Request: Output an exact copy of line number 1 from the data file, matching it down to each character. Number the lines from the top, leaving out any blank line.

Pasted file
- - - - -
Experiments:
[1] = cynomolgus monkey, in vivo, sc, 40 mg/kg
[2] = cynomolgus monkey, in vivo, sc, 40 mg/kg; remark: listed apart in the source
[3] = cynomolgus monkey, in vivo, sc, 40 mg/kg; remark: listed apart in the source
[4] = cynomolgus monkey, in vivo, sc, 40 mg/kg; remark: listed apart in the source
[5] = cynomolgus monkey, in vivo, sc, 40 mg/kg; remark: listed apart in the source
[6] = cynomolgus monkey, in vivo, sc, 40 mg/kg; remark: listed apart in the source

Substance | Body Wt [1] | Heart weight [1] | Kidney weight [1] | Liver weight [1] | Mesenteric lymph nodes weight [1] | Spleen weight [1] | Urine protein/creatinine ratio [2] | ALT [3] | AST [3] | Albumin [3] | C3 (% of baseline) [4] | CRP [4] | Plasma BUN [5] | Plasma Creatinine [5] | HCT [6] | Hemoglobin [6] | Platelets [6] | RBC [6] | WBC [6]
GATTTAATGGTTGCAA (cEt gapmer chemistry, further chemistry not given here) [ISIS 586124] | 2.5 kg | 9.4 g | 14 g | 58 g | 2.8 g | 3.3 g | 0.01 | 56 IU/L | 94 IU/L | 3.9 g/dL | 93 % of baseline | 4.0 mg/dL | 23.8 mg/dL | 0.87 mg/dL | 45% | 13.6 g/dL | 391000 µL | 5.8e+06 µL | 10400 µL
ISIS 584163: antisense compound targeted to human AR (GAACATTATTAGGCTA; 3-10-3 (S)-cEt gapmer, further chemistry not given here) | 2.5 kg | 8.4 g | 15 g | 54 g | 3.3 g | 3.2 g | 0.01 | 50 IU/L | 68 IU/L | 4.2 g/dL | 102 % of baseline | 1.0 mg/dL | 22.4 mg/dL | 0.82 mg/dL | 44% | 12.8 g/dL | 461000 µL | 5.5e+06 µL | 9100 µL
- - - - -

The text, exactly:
Experiments: